Creative Writing: The Highwayman
Their journey to London was not a long one, but in the night, it was a
treacherous one. A rolling fog covered the land, one couldn't see twenty feet
ahead, but in the still, quiet night, sound carried for a mile. They began
their trek in the early evening, the sun had yet to dip below the horizon. The
passengers needed in London, could not wait for the next morning. The stage
driver was the best to be found, his fee large, but his experience was priceless.
He was accompanied by another man with a large rifle. The Rifleman had keen
eyes and his ears were at attention, listening over the horses for oncoming
riders; for the Highwaymen who prayed on the stages.
Long after the sun had set, not a sound had been heard over the consistent clip-
clop of the horses. Their hooves hit the dirt road, broadcasting a message for
nearly a mile of the nearing prey. The sound alerting all the nearby predators
to keep a good watch, to be ready, for the prize will soon be in their grasp.
The fog, like a blanket spreading it self out on the land, concealed all stars,
the only light was from a lantern suspended above the stage driver. The
passengers nervous, expecting to hear shots fired. The jumped at every bump in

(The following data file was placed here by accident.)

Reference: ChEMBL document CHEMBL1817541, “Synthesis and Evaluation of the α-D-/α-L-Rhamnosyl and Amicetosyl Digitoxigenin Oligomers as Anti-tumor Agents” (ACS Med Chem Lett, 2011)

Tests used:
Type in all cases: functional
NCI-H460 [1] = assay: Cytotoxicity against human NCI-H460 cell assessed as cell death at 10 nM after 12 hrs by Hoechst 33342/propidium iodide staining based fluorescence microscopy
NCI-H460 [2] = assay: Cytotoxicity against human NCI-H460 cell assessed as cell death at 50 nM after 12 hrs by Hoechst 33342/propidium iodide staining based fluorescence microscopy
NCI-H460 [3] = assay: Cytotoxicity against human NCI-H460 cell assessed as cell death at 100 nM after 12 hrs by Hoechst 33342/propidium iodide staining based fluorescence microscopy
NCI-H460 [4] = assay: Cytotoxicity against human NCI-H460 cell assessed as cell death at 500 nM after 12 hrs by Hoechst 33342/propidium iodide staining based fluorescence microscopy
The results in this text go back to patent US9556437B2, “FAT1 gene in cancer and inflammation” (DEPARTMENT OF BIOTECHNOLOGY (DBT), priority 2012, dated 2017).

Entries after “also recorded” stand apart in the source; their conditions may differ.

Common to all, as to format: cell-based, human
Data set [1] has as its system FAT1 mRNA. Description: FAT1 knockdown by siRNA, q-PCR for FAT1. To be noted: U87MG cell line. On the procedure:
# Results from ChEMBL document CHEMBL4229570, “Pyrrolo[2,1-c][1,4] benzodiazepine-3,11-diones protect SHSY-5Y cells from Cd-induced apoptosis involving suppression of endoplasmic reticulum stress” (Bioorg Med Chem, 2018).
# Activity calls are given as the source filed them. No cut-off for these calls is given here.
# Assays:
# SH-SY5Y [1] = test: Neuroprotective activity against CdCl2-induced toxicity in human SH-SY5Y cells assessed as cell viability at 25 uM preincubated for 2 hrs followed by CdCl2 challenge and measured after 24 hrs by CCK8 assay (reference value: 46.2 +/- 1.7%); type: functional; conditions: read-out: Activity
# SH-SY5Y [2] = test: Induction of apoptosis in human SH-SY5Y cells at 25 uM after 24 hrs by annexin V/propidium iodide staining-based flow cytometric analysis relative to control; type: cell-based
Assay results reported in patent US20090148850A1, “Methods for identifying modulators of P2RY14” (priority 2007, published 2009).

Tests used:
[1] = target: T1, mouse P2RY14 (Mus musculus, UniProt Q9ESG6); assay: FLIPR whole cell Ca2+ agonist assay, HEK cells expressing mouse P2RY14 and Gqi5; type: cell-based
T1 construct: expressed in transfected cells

the road that the wheels struck. Clutching their baggage close, they prayed
that the night would pass quickly.
The Highwayman, alerted to the approaching stage, was hidden by the road, and
concealed by the fog, he was not yet able to discern the light from the quickly
approaching lantern. Clutching his pistol, his only weapon, he planned to take
all the that he desired from the stage. His family was at home, sitting by the
fire. His late night occupation provided their home, food and clothing. During
the day he works in a stable for the nearby English noble. Feeding and grooming
their horses, only he knows the stable well enough to "barrow " a horse. Not
every night, but often enough for his family to live better than most.
Passing through a small wooded area, the stage continued at its rapid pace, the
horses sweating, pulling the large stage coach and its five passengers. The
Rifleman, ever intent, tenses, telling the driver to push the animals even
harder. The two horses, running as fast as they can, try to comply, but they
gain no speed. The passengers, jumping at every bump in the road, wishing the
ride over, holding fast to the coach, expecting any minute for the stage to roll
on its side. They were waiting for the Highwayman to strike.
Behind a wall of fog that hides him from the stage, not making a sound, he waits.
He is waiting for the right moment to ride forth. He knows that quickly he
will see the light and the stage that brings it. And then they will be able to
His rifle is ready in his arms, ready to rise to his shoulder, take aim, and
fire. The lantern throws ghostly shadows as the coach rushes by the surrounding
trees. The experienced eyes of the Rifleman, watching everything as it flies by,